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Public libraries have traditionally performed a unique role in supporting citizens as a "knowledge hub" based on information. Because of the rapid change in society in the 21st century, public libraries are expected to take on a new role that is not only book lending. In an effort to satisfy this expectation, tens of thousands of events are held in advanced public libraries every year. Although many researchers have focused on specific events, such as information literacy education (Hedemark & Lindberg, 2018) and conversation-based events (Johnston, 2018), no research has been conducted to provide a comprehensive analysis of those events, for instance, to determine what events are taking place and to what extent they are taking place. Mathiasson & Jochumsen (2019) and Mathiasson & Jochumsen (2020) have analyzed events posted on Facebook in Danish public libraries with a similar problem in mind. However, the purpose of their study is to establish an analytical method for Facebook and analyze the content of the page, therefore, the analysis of the event details is not sufficient. In addition, some events are held without being posted on Facebook.
The purpose of this research is to elucidate in detail what kind of events are held in the Helsinki Central Library (Oodi) in Finland, since a variety of events have taken place in the library. Furthermore, we have analyzed the impact of COVID-19 on library programs by examining events before/after the 18th March 2020 when the library was closed due to the COVID-19 epidemic.
Data on events posted on Oodi’s webpage were collected by running a script every day. The Library Act in Finland, which came into effect in 2017, says "provisioning premises for learning, recreational activities, working, and civic activities" and "promoting social and cultural dialogue" as duties of public libraries as well as reading and information services. In other words, they promote various activities at the legal level. The number of events is 1,330 between on the 13th August 2019, and on the 31st October 2020. The collected event data were categorized by discussion among the researchers based on kind of activity such as reading, learning and social meeting.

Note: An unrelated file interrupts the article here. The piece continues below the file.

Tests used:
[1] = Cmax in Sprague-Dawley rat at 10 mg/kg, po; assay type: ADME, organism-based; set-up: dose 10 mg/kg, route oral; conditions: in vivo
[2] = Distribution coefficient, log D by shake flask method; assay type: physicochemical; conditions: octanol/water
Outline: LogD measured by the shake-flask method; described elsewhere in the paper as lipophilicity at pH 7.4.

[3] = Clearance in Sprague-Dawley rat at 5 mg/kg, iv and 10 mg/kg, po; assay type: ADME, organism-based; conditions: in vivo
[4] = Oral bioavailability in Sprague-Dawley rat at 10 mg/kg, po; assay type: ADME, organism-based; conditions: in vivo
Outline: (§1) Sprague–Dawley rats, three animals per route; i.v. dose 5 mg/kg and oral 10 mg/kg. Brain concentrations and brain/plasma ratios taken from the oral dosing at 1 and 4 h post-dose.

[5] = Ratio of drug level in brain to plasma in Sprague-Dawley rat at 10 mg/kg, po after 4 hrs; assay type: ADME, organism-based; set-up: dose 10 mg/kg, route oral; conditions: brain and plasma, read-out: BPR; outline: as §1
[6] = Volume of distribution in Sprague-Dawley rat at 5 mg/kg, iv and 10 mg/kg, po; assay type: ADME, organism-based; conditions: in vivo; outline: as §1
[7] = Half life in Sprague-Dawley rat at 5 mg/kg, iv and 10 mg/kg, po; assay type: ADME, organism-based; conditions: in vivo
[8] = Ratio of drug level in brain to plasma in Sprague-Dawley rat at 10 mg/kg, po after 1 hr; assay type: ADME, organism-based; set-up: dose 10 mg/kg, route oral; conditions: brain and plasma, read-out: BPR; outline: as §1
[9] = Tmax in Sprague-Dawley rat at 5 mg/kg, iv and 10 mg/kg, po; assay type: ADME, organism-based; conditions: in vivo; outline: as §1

In conclusion, Oodi provided opportunities for any kind of learning and experience. The traditional philosophy of public libraries, which is to eliminate social disparities and ensure the equality of citizens, has not changed. On the other hand, many events were held to provide citizens with a place for social interaction and dialogue, which created connections between citizens using the physical space of the library. Furthermore, in the case of the COVID-19 epidemic, although the number of events has decreased, the advanced library, Oodi, has continued some events online. Oodi has maintained their events under such an epidemics situation, and these events can be still effective on their residence, and lead to the reduction of inequalities and recognition of diversity in civic society.
Tomoya Igarashi, Graduate School of Comprehensive Human Sciences, University of Tsukuba
Momoka Watanabe, College of Knowledge and Library Sciences, School of Informatics, University of Tsukuba
Yumi Tomita, College of Knowledge and Library Sciences, School of Informatics, University of Tsukuba
Yuki Sugeno, College of Knowledge and Library Sciences, School of Informatics, University of Tsukuba
Motoko Yamagishi, College of Knowledge and Library Sciences, School of Informatics, University of Tsukuba
Masanori Koizumi, Faculty of Library, Information and Media Science, University of Tsukuba